Competitions consisted of skaters participating in the freestyle or downhill events. In the downhill event, skaters had to weave in and around cones on a steep hill, and the person with the fastest time was the winner. Thanks largely to the popularity of this competition, attendees later formed the first skateboarding magazine, The Quarterly Skateboarder.
In that same year, Makaha also made the first professional skateboard and named it after Phil Edwards, a legendary surfer. Since skateboarding began as an extension of surfers, most of the first great skateboarders were also master surfers. Two years later, the first National Skateboard Championship aired on ABC.
People in these early competitions rode very thin boards with primitive wheels, so it was extremely hard to maneuver. In 1969, Larry Stevenson corrected this by inventing the kicktail skateboard so that skaters could shift and maneuver better.
When did Skateboarding Become Popular?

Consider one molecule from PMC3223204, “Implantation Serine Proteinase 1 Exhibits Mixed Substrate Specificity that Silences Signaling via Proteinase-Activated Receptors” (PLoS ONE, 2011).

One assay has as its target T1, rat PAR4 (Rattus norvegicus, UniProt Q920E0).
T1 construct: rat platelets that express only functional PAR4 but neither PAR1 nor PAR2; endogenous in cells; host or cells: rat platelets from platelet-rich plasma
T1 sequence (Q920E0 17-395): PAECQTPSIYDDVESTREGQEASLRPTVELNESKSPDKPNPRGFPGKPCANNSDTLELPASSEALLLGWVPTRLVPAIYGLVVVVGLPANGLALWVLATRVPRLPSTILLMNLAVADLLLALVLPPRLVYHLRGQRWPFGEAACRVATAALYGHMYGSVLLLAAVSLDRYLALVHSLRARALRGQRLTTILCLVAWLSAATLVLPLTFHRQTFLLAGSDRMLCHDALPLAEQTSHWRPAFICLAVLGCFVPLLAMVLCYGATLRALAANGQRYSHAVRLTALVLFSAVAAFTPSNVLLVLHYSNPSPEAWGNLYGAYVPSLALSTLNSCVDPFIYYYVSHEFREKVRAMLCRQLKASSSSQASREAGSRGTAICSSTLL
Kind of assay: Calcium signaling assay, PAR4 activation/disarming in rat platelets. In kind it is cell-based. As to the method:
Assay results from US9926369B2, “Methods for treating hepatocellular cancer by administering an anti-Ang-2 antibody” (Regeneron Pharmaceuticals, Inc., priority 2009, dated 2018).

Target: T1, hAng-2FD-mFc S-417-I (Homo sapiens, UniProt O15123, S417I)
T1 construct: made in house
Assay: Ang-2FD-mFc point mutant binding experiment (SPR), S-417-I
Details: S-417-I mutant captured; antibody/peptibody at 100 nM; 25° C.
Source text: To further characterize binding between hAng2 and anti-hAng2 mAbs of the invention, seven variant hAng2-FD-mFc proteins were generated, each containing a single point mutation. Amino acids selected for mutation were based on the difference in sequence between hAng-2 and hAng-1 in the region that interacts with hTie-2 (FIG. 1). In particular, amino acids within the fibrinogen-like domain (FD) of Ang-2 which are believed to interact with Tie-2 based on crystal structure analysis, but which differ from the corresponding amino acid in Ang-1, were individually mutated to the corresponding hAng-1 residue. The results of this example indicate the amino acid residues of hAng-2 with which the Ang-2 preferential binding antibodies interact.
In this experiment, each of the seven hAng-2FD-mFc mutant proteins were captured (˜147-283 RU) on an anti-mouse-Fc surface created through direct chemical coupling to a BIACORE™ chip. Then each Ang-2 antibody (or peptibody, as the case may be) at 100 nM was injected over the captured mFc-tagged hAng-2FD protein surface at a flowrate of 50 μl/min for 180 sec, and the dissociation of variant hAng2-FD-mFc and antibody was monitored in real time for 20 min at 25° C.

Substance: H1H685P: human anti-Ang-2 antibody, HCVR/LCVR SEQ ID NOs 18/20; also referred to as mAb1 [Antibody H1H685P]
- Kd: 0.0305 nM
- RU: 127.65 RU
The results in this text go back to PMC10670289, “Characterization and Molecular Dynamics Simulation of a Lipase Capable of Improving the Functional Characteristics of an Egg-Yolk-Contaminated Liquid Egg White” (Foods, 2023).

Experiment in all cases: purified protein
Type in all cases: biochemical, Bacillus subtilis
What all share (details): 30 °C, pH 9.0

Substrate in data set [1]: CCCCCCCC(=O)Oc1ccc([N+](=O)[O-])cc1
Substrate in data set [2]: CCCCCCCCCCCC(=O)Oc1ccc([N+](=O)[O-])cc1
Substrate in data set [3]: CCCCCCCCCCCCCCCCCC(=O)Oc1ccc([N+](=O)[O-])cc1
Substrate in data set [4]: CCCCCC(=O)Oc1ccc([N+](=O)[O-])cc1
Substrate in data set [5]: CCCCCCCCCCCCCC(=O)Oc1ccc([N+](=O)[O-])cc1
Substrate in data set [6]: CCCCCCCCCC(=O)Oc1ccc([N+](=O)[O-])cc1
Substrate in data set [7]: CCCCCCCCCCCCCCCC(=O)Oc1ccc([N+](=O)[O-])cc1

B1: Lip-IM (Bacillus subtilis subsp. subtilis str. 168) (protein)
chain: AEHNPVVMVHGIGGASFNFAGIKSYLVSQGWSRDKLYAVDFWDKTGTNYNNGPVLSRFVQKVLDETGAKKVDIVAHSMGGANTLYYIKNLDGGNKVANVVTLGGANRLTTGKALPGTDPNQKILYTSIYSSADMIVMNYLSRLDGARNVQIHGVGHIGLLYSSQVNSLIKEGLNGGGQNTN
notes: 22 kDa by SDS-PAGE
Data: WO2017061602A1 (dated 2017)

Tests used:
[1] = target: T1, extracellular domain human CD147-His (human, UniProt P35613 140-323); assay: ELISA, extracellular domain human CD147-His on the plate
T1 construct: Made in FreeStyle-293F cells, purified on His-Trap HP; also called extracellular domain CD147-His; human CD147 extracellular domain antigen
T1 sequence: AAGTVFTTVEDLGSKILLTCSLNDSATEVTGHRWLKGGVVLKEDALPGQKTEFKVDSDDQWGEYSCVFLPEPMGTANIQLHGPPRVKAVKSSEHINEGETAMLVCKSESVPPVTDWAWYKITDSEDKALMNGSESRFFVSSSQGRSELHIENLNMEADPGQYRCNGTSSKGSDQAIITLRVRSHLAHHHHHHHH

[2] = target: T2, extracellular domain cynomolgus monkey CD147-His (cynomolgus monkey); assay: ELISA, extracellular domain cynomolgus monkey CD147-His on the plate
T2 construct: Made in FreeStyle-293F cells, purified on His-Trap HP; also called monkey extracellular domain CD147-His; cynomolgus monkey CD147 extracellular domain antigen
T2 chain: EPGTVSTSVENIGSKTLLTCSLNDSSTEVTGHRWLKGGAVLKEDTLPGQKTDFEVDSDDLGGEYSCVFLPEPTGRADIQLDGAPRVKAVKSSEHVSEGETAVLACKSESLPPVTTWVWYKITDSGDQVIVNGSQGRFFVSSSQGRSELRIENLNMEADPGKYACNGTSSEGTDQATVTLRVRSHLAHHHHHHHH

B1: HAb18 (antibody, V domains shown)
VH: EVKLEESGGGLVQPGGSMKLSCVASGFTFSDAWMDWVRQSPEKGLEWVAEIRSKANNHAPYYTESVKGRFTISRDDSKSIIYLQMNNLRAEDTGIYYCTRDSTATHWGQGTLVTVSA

Skateboarding first became popular in the 1950s and 1960s when surfers wanted to surf when the waves were not so great. As a result, “sidewalk surfing” emerged with the invention of skateboards. Eventually, it grew so much in popularity that skateboard companies such as Makaha were formed, and by 1963, over 50 million skateboards had been sold.
Skateboarding experienced multiple downturns in popularity throughout its history, usually due to it being widely considered a dangerous sport with high risks of injury. However, the sport never died out and adapted during these downturns. Skateboarding experienced massive growth with the introduction of the X-Games in 1995 and along with the rise of international skateboarding superstars like Tony Hawk.
- 1950: Surfers in Southern California have the idea of “surfing on land,” and build homemade early versions of the skateboard
- 1958: Bill Richards invents the first skateboard to be sold
- 1963: Over 50 million skateboards had been sold
- 1969: Larry Stevenson invents the kicktail
- 1972: Frank Nasworthy revives skateboarding by inventing the urethane skateboard wheel, which allowed for more grip and safer skateboarding